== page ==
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What Are Antioxidants?

An antioxidant is a molecule that can safely stop the negative reactions caused by free radicals. We use the word safely because when free radicals come into contact with any of your cells, there’s often damage to the key parts such as the membrane or even the DNA.

Cell damage is pretty much the starting point for disease, ageing and various health issues.

The health and fitness industry has become increasingly interested in antioxidants. During training, from endurance to resistance training, an athletes body undergoes massive stress. Following the training, there will be an elevated level of free radicals. The resulting cellular damage from the training as well as the production of free radicals means they need to spend time recovering – antioxidants may offer them a speedier recovery period.

Antioxidants can be sourced from vitamins, hormones, carotenoid terpenoids and many natural phenols.

Where Do I Get Antioxidants?

This is a tough question to answer without a bucket-load of science being dropped over you.

The main antioxidants you’ll come across in your diet will be Vitamin C (ascorbic acid), vitamin E, alpha-carotene and beta-carotene. All of which you’ll find in green leafy vegetables, green beans and Swiss chard.

One place you didn’t think to look for antioxidants is in your sleep! That’s right. Melatonin, the sleep hormone, is a powerful antioxidant. There have been a number of human trials that have shown melatonin to be an incredibly effective antioxidant. Not only does it directly detoxify, it indirectly allows the stimulation of antioxidant enzymes and suppresses pro-oxidant enzymes.¹

Below is a list of foods that contain notable amounts of antioxidants, in various forms:

  • Spinach
  • Kale
  • Broccoli
  • Carrots
  • Tomato
  • Cabbage
  • Squash
  • Egg Yolk
  • Pumpkin
  • Bell Pepper
  • Beet Greens
  • Swiss Chard
  • Okra
  • Collard Greens
  • Green Beans
  • Peaches
  • Raspberries
  • Strawberries
  • Walnuts
  • Coffee

You might wonder why blueberries and other pigmented fruits haven’t been added to the list. These would fall under the category of polyphenol antioxidants – unfortunately, while the lab studies show incredible results, the research performed in vivo (real environment or “non-test-tube”) have shown that over 95% of the polyphenols or flavones are lost during digestion.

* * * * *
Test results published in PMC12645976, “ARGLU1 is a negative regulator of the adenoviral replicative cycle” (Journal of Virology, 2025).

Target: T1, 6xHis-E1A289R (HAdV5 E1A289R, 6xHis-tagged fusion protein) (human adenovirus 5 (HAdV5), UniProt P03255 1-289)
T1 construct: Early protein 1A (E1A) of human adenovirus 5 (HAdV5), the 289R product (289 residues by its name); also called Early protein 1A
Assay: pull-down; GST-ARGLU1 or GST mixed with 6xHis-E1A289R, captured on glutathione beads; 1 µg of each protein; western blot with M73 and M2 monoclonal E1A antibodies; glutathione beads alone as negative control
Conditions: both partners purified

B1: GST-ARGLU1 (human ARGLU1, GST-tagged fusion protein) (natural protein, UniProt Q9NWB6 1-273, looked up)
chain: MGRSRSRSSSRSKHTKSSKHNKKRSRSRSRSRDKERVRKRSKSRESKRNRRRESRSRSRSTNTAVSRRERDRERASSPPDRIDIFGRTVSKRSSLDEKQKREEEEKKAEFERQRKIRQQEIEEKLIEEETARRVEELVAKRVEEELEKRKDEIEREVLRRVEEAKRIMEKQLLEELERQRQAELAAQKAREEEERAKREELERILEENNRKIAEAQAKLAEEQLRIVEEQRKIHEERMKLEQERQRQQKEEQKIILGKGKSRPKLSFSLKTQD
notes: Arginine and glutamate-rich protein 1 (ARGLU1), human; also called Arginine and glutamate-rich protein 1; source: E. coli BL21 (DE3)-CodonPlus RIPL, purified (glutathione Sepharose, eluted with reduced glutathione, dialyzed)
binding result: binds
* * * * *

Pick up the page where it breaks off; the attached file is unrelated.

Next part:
This makes them highly ineffective as a source of antioxidants.

Antioxidants and Exercise

We have already mentioned the stress that training puts on the human body and the cells within.

Endurance exercise increases the utilization of oxygen. The increase in free radicals (groups of atoms with an odd number of electrons) that increased oxygen-use causes, enhances the cell damage that occurs during and after training.

Free radicals will elevate in all situations that call for exercise, but it is more prominent in endurance events.

Your body has the amazing ability to adapt to different environments and circumstances, but those circumstances must be on-going for your body to be able to adapt. Long-term athletes who are frequently active have built-up the ability to defend themselves against free radicals. This will protect them from exercise and training sessions.

On the other hand, if you only workout once or twice per week, your body does not have the same defences built-up. Which means whenever you do a workout, your recovery period is extended, and the massive production of free radicals may cause long-term damage over time.

To summarize the key point here: It’s better for your health to perform shorter workouts more consistently and frequently throughout the week than it is to only perform one or two prolonged workouts.

How Much Should I Have?

If you seek more detailed advice about your diet, you should go and see your doctor or a dietician.

It is important to note that, while many micronutrients are considered to be antioxidants, in situations of overconsumption they have been shown to produce pro-oxidant effects. It’s obvious that mega doses of antioxidants are not necessarily healthy.

Instead, it is recommended to eat a healthy diet rich in vegetables and a little fruit. You’ll be ingesting antioxidants in their natural form and, unless you can stomach pounds of leafy greens, you won’t over-do it.

Healthy Recipes: Rich In Antioxidants

We have five delicious dishes that give you a nice healthy serving of antioxidants along with a whole range of other nutrients.

Stuffed Peppers

This recipe is low-carb and naturally gluten-free. You have spinach, bell pepper and cauliflower packed into a meal alongside protein-rich chicken. Who said healthy couldn’t taste great?!

Stuffed Peppers – Full Recipe

Mediterranean-Style Eggs

Very simple and easy to prepare. Consists of egg, tomatoes, spinach, mushrooms and a little hot sauce! Great if you’re looking a quick and healthy lunch.

Mediterranean-Style Eggs – Full Recipe

Curry Chicken & Shredded Greens

Lots of veggies are found in this recipe. Cabbage, kale, zucchini, green onion and grape tomatoes will give you what you’re looking for!

Curry Chicken & Shredded Greens – Full Recipe

Mexican Scrambled Eggs

Featuring some jalapeno for a little kick as well as some tomato and egg to offer a meal rich in protein and vitamins. To make it a little healthier, try serving them in a lettuce wrap or a zucchini-half.

Mexican Scrambled Eggs – Full Recipe

Rainbow Veggie Kebabs

This recipe gives you a solution to your side-dish needs if you fancy a steak or grilled chicken breast. These kebabs will supplement your protein with nutrient-dense vegetables.

Rainbow Veggie Kebabs – Full Recipe


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